Voice Cast: Idina Menzel as Elsa, Kristen Bell as Anna, Jonathan Groff as Kristoff, Josh Gad as Olaf
Director: Jennifer Lee and Chris Buck
Rating: 3 Stars (out of 5)
Pretty much the same hands that created Frozen, the 2013 smash hit, including directors Jennifer Lee and Chris Buck, are back at work in the film's epic-scale sequel, but one thing Frozen 2 certainly isn't is frozen in its ways. For one, it is markedly darker. And two, it is infinitely more ambitious and tackles themes that have deeper, wider implications.
Elsa (voiced by Idina Menzel), queen of the fairy-tale land of Arendelle, had exhorted us to 'Let it Go' the first time around. Here, she realizes pretty early on that one cannot let go of the past completely because buried therein are truths that, if they were to be discovered and understood, might make the future better. She hears a voice exhorting her to pierce the mist of time, foray into an enchanted forest and go up north in quest of the source of the magical powers that have made her who she is. Elsa responds to the call.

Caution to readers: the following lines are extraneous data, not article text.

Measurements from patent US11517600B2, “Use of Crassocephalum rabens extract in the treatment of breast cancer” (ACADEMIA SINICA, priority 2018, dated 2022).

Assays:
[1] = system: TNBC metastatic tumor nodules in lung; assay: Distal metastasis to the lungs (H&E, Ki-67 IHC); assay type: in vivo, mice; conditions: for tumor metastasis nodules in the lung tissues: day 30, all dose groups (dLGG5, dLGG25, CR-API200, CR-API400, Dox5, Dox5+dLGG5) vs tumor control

While probing the dynamics of the responsibilities that come with self-realization and the need for corrective action as atonement for familial wrongs, Frozen 2 swivels on an axis that is threatening and dangerous for those who are sucked into its orbit. Elsa sings 'Into the Unknown', a number that has the makings of another anthem, tides over her misgivings and decides to plunge into the deep end. That is the only way she can save her kingdom, which, the audience is told, isn't out of the woods.
Olaf (Josh Gad), the wise and witty snowman, asks Anna (Kristen Bell), Elsa's younger sister: Do you ever worry about the notion that nothing is permanent? No matter what the answer to that question is, transience is the reason why the present cannot, and should not, be trusted. Elsa isn't doing too badly as a queen but there is always danger lurking around. Sounds a tad stuffy? May be. Frozen 2 takes itself seriously, which isn't a bad thing at all given the urgency of the questions the characters must confront and the import of the answers they must seek.